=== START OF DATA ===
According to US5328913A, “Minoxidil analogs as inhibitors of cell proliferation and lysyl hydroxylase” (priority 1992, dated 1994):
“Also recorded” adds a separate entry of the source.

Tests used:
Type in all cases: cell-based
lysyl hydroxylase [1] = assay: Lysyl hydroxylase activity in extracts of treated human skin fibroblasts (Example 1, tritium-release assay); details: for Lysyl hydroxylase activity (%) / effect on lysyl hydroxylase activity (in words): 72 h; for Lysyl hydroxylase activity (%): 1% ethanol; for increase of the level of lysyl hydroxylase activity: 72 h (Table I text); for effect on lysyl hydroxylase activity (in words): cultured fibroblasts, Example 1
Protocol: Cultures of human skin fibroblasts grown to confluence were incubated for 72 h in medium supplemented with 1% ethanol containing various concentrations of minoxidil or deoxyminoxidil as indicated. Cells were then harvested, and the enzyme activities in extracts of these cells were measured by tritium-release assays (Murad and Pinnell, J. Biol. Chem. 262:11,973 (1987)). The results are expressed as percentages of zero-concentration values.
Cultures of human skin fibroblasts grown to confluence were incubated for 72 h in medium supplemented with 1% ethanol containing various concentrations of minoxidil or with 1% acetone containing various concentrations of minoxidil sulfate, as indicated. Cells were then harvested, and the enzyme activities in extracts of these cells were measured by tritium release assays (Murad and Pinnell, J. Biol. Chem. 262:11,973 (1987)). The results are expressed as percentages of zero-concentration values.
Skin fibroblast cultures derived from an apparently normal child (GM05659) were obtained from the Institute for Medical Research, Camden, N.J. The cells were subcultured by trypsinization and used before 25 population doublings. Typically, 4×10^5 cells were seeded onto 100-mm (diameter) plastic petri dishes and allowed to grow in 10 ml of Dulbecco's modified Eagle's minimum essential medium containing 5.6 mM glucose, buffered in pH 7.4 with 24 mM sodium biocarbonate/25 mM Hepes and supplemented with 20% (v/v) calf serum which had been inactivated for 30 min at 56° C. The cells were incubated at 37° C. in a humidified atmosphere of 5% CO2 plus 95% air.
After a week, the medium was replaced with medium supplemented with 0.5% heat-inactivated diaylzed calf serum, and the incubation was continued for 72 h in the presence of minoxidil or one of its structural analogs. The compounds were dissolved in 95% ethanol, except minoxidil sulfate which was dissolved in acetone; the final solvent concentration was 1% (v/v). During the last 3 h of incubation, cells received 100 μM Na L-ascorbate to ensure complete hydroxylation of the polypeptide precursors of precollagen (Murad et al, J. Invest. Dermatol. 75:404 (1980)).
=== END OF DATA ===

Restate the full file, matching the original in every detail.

According to US5328913A, “Minoxidil analogs as inhibitors of cell proliferation and lysyl hydroxylase” (priority 1992, dated 1994):
“Also recorded” adds a separate entry of the source.

Tests used:
Type in all cases: cell-based
lysyl hydroxylase [1] = assay: Lysyl hydroxylase activity in extracts of treated human skin fibroblasts (Example 1, tritium-release assay); details: for Lysyl hydroxylase activity (%) / effect on lysyl hydroxylase activity (in words): 72 h; for Lysyl hydroxylase activity (%): 1% ethanol; for increase of the level of lysyl hydroxylase activity: 72 h (Table I text); for effect on lysyl hydroxylase activity (in words): cultured fibroblasts, Example 1
Protocol: Cultures of human skin fibroblasts grown to confluence were incubated for 72 h in medium supplemented with 1% ethanol containing various concentrations of minoxidil or deoxyminoxidil as indicated. Cells were then harvested, and the enzyme activities in extracts of these cells were measured by tritium-release assays (Murad and Pinnell, J. Biol. Chem. 262:11,973 (1987)). The results are expressed as percentages of zero-concentration values.
Cultures of human skin fibroblasts grown to confluence were incubated for 72 h in medium supplemented with 1% ethanol containing various concentrations of minoxidil or with 1% acetone containing various concentrations of minoxidil sulfate, as indicated. Cells were then harvested, and the enzyme activities in extracts of these cells were measured by tritium release assays (Murad and Pinnell, J. Biol. Chem. 262:11,973 (1987)). The results are expressed as percentages of zero-concentration values.
Skin fibroblast cultures derived from an apparently normal child (GM05659) were obtained from the Institute for Medical Research, Camden, N.J. The cells were subcultured by trypsinization and used before 25 population doublings. Typically, 4×10^5 cells were seeded onto 100-mm (diameter) plastic petri dishes and allowed to grow in 10 ml of Dulbecco's modified Eagle's minimum essential medium containing 5.6 mM glucose, buffered in pH 7.4 with 24 mM sodium biocarbonate/25 mM Hepes and supplemented with 20% (v/v) calf serum which had been inactivated for 30 min at 56° C. The cells were incubated at 37° C. in a humidified atmosphere of 5% CO2 plus 95% air.
After a week, the medium was replaced with medium supplemented with 0.5% heat-inactivated diaylzed calf serum, and the incubation was continued for 72 h in the presence of minoxidil or one of its structural analogs. The compounds were dissolved in 95% ethanol, except minoxidil sulfate which was dissolved in acetone; the final solvent concentration was 1% (v/v). During the last 3 h of incubation, cells received 100 μM Na L-ascorbate to ensure complete hydroxylation of the polypeptide precursors of precollagen (Murad et al, J. Invest. Dermatol. 75:404 (1980)).